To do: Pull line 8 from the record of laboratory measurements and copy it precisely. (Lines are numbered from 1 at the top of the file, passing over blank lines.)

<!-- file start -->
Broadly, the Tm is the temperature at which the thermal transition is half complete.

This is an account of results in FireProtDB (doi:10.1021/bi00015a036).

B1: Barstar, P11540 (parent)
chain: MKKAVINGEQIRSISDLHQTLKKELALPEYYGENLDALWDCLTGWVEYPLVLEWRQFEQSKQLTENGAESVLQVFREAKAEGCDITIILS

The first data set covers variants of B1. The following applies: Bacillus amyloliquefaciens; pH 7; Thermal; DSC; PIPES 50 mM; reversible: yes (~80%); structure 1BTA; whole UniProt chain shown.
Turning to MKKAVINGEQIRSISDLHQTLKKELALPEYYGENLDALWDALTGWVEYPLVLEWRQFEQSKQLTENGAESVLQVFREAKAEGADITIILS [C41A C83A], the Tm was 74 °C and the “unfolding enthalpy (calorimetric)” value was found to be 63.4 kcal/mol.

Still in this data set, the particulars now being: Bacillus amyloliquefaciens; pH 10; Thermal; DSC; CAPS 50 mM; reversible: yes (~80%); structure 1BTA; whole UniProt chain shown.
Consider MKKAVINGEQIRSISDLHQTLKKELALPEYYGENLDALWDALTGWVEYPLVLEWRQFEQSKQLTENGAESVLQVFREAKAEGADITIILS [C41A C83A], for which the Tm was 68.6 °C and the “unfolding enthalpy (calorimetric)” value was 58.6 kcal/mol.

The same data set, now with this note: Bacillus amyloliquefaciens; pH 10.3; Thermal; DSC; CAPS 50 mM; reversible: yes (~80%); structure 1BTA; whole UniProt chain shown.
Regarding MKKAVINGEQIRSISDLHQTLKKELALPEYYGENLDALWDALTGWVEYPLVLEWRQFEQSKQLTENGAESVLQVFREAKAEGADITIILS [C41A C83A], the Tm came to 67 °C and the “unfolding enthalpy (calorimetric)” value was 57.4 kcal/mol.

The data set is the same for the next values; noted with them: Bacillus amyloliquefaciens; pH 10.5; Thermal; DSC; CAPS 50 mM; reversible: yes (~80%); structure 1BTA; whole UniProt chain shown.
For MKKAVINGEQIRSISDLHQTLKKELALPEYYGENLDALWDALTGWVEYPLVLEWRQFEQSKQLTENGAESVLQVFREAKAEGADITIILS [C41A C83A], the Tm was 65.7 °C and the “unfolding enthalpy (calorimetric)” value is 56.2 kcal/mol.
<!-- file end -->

Consider MKKAVINGEQIRSISDLHQTLKKELALPEYYGENLDALWDALTGWVEYPLVLEWRQFEQSKQLTENGAESVLQVFREAKAEGADITIILS [C41A C83A], for which the Tm was 68.6 °C and the “unfolding enthalpy (calorimetric)” value was 58.6 kcal/mol.